As the president of the Stratford and Area Builders’ Association, I hear daily from local small business owners involved in the construction and renovation industry that they struggle to find and hire young people interested in pursuing the skilled trades as a career.
And instead of government doing something positive about this – they merely set up a new bureaucracy that gets in the way of encouraging young people from joining our industry.
The Ontario College of Trades (OCOT) was supposedly created to elevate the status of tradespeople in this province. Unfortunately, it has not lived up to its promise. Its leadership talks down to industry. There is a lack of transparency in how it operates and it is unaccountable in its decisions.
The result is that Ontario is still left with the highest journeyperson-to-apprentice ratios in all of Canada. This ratio makes it more difficult for employers to hire young apprentices and therefore makes it more difficult for young people to find work. OCOT now enforces these high ratio requirements with a full enforcement division. This in turn may have our youth turn out of province for work in this industry.
In order to pay for this new bureaucracy, tradespeople across Ontario now must pay $120 annually to OCOT in order to continue working legally in Ontario. Why? This fee was created with little justification for exactly what the money would be used towards or a real explanation by OCOT, on how they are promoting the trades. People working in the trades are becoming really frustrated.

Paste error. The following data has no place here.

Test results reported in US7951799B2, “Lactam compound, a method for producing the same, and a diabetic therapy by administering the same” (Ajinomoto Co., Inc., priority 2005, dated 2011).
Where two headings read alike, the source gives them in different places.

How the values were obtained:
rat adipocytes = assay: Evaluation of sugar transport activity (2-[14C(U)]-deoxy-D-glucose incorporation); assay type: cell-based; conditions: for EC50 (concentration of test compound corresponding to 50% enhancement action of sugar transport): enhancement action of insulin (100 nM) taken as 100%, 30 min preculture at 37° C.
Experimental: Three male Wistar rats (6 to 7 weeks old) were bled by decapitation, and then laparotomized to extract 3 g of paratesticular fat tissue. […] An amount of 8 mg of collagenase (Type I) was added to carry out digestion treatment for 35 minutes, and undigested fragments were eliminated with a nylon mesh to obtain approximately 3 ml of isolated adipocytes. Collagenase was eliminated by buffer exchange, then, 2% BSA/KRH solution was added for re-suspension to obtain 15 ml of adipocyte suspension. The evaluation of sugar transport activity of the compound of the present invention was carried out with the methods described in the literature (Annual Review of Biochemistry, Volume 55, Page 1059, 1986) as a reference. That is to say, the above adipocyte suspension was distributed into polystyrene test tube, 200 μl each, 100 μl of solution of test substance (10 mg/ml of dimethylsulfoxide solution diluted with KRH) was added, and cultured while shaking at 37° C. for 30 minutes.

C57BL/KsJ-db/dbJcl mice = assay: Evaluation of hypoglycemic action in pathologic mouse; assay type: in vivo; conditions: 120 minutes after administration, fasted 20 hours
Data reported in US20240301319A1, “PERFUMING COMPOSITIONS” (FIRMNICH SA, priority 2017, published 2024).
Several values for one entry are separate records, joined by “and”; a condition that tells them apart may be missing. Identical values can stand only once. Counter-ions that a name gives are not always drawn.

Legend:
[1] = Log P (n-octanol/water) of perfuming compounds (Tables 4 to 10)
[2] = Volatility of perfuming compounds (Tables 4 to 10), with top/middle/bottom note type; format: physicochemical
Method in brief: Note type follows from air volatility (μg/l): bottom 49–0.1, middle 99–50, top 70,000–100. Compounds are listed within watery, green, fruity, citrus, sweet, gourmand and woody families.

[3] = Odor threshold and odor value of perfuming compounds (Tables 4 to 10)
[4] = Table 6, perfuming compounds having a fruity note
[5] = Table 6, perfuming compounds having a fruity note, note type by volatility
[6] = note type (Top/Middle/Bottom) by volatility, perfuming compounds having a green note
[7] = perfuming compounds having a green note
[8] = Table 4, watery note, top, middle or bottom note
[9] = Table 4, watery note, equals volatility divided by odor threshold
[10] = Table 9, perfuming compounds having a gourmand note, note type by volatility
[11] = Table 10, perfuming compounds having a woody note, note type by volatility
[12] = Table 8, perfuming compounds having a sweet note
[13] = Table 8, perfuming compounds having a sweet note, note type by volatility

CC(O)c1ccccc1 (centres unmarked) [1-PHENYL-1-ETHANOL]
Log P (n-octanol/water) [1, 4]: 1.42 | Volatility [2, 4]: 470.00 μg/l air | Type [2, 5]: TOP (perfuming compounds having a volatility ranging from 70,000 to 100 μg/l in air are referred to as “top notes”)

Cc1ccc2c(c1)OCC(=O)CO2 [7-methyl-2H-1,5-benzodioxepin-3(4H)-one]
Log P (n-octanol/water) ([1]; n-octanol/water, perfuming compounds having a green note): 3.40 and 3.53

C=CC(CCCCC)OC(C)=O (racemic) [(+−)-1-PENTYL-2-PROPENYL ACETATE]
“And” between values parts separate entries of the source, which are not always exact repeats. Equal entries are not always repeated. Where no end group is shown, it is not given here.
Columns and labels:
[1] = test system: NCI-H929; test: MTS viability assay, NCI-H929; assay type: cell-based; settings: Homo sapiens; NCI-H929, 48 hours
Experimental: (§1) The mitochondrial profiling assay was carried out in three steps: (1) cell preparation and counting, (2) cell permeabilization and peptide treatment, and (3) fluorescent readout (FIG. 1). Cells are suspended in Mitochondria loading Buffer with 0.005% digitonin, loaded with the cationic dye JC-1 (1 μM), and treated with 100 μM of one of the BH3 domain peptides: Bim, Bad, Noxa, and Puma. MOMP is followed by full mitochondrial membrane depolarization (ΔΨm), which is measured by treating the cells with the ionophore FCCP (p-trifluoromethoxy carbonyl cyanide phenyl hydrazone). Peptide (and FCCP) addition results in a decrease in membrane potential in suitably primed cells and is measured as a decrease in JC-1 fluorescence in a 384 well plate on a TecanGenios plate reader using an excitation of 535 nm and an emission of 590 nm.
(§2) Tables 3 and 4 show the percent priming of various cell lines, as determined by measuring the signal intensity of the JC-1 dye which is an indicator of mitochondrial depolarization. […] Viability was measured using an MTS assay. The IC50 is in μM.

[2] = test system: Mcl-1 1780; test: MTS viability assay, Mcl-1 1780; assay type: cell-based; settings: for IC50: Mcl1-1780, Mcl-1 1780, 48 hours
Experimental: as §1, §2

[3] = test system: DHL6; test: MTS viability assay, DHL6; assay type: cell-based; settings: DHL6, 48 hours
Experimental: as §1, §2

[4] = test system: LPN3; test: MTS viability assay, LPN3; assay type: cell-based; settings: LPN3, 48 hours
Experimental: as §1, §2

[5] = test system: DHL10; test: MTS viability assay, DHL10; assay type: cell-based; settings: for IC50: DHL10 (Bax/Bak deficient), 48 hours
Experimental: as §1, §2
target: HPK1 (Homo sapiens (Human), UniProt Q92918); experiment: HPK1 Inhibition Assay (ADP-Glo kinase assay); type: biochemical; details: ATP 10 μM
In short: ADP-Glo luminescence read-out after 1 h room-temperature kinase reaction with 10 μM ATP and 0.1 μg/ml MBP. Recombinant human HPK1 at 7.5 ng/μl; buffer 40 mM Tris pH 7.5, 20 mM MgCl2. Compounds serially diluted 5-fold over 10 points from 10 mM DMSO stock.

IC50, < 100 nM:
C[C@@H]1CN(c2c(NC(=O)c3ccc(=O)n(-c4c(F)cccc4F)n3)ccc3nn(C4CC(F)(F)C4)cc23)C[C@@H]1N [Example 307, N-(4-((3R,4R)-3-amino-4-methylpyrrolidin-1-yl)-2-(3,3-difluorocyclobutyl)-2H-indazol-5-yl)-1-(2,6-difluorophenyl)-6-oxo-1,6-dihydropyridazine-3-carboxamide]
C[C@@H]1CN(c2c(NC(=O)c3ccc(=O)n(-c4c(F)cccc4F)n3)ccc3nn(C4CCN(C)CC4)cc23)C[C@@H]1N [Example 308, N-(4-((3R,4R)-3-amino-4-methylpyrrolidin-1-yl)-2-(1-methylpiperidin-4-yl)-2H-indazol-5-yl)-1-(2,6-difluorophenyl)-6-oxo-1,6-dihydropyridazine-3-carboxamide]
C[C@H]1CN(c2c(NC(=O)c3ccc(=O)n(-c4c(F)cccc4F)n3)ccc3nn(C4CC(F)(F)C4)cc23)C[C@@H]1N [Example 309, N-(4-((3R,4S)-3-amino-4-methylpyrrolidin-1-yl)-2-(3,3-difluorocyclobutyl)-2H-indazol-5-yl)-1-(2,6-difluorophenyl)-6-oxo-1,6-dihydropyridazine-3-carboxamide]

This frustration towards OCOT came up during the provincial election. The Tories said they would abolish it and the Liberals said they would review OCOT.
Last month the Liberal Government appointed Tony Dean, the former head of the Ontario Public Service, to lead a review. Although the review is in its early stages, we have yet to see the complete details on how the review will proceed, let alone the outcomes that might result from the review.
At the very least, the review needs to visit areas outside of Toronto, so that tradespeople that pay into OCOT from all across Ontario, not just Toronto, have a voice in its future.
I have invited Tony Dean to visit us at SABA for a sit down meeting to hear the needs, challenges and realities our industry faces in Stratford and area.
People working in the skilled trades deserve better. A full review of OCOT, visiting urban, rural and northern areas in Ontario is a good place to start.
Stratford and Area Builders’ Association